Inside the temples, pillars with carvings and statues depict the four most important principles of human life which are the Pursuit of Wealth (Artha), the Pursuit of Pleasure (Kama), the Pursuit of Ethical Life (Dharma) and the Pursuit of Knowledge (Moksha). These temples have carvings on their outermost walls too and these illustrate vital rulers, deities as well as large animals, like elephants.


Speaking of elephants, who has not seen the elephant god from Hinduism? Questions about Ganesha, the Hindu elephant god, is one of the top-most asked questions by non-Indians to Indians living in Singapore. And why not? His appearance has always been out of the ordinary compared to most deities who almost always appear human-like.

Ganesha is one of the best known and loved deities in Hinduism and that is saying something considering the thousands or even millions of deities Hinduism has! Why is he so popular then, you may ask. Not only is he the Lord of Good Fortune who provides success, fortune and prosperity, he is also the Lord of Beginnings and the Remover of Obstacles of both the materialistic and spiritualistic nature.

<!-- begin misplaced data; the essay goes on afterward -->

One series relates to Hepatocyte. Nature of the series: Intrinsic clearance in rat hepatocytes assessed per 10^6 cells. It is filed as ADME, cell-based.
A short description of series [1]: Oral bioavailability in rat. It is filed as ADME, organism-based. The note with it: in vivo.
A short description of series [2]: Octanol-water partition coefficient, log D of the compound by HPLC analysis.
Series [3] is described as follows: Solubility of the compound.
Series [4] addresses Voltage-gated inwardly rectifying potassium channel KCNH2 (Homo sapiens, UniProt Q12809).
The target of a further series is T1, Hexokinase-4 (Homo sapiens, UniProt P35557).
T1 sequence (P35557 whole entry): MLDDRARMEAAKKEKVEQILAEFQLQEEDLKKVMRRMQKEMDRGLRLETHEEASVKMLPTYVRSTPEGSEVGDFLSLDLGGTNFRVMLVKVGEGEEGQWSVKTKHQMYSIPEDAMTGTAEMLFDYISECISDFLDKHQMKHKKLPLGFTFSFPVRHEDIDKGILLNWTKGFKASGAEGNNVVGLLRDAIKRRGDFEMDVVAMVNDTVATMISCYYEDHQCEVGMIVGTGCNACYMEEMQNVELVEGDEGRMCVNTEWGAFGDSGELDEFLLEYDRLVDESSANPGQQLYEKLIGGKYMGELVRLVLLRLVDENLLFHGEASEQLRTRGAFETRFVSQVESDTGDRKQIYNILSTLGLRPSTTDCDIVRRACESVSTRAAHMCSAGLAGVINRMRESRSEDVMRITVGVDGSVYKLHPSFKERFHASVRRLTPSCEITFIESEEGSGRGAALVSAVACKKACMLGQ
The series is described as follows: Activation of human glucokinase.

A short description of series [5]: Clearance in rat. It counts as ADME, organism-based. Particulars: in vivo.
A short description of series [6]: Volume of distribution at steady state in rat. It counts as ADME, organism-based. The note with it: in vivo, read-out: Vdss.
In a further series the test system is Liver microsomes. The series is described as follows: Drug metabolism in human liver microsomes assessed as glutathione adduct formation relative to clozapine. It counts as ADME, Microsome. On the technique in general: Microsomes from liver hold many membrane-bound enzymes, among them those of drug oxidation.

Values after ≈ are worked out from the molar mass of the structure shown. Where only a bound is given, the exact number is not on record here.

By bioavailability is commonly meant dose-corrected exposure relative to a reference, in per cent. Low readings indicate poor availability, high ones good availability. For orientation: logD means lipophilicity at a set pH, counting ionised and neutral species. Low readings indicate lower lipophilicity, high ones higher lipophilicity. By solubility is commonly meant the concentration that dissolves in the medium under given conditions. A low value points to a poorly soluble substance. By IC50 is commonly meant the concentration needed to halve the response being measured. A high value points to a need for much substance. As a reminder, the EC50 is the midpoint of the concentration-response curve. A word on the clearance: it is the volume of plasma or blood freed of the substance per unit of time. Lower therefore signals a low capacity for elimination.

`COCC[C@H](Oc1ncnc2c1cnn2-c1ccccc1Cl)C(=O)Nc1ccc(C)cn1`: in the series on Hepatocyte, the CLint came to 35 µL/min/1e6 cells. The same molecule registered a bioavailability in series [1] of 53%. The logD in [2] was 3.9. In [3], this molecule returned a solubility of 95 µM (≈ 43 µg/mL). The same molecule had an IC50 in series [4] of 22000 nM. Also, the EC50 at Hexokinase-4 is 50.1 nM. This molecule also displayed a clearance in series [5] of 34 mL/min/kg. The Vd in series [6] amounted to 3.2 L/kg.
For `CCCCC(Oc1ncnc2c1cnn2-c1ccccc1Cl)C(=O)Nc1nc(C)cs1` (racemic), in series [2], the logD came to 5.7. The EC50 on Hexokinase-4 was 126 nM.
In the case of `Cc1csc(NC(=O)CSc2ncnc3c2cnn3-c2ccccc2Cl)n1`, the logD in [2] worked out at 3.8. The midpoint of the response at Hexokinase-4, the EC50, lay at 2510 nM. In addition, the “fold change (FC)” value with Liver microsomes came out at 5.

''So, how did Ganesha come to have an elephant head?” you may wonder.

  1. Parvati, a main goddess in Hinduism, sculpted a child for herself and her husband (Lord Shiva) out of clay.
  2. Lord Shiva had not known about it when he had first encountered Ganesha (his son) and had beheaded Ganesha in a moment of anger as he had seen Ganesha standing outside the Goddess Parvati’s room and Ganesha had repeatedly prevented him from entering the Goddess Parvati’s room as he had been made by her to protect herself while the Lord Shiva had been gone.
  3. Upon finding out about his error from his wife, Lord Shiva and his troops left to the forests to find the first animal they could get their hands on to find a new head for the now headless Ganesha.
  4. They found an elephant and fixed its head for Ganesha. The symbolism of the body parts of the Lord Ganesha are shown in the diagram below.